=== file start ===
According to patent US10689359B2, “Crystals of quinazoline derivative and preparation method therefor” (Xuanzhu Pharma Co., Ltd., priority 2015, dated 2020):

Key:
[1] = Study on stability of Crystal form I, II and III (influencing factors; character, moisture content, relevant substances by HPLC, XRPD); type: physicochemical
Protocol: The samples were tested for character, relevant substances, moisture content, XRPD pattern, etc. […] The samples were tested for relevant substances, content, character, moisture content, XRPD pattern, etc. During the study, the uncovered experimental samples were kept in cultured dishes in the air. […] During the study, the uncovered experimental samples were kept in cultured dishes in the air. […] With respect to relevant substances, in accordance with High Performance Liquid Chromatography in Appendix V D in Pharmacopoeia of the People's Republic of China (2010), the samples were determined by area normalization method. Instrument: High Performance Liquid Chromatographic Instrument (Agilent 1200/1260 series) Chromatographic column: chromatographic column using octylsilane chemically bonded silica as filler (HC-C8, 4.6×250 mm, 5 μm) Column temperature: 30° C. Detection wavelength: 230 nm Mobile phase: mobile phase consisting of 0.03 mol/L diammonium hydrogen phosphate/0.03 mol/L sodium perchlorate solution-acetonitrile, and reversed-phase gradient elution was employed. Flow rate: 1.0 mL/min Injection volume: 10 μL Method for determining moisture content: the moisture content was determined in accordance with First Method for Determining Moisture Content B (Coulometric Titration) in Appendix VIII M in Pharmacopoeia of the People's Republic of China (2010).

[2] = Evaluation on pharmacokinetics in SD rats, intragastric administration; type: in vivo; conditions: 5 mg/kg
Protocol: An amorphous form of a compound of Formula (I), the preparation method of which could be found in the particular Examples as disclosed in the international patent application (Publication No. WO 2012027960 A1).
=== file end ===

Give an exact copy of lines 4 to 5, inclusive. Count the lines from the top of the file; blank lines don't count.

Protocol: The samples were tested for character, relevant substances, moisture content, XRPD pattern, etc. […] The samples were tested for relevant substances, content, character, moisture content, XRPD pattern, etc. During the study, the uncovered experimental samples were kept in cultured dishes in the air. […] During the study, the uncovered experimental samples were kept in cultured dishes in the air. […] With respect to relevant substances, in accordance with High Performance Liquid Chromatography in Appendix V D in Pharmacopoeia of the People's Republic of China (2010), the samples were determined by area normalization method. Instrument: High Performance Liquid Chromatographic Instrument (Agilent 1200/1260 series) Chromatographic column: chromatographic column using octylsilane chemically bonded silica as filler (HC-C8, 4.6×250 mm, 5 μm) Column temperature: 30° C. Detection wavelength: 230 nm Mobile phase: mobile phase consisting of 0.03 mol/L diammonium hydrogen phosphate/0.03 mol/L sodium perchlorate solution-acetonitrile, and reversed-phase gradient elution was employed. Flow rate: 1.0 mL/min Injection volume: 10 μL Method for determining moisture content: the moisture content was determined in accordance with First Method for Determining Moisture Content B (Coulometric Titration) in Appendix VIII M in Pharmacopoeia of the People's Republic of China (2010).

[2] = Evaluation on pharmacokinetics in SD rats, intragastric administration; type: in vivo; conditions: 5 mg/kg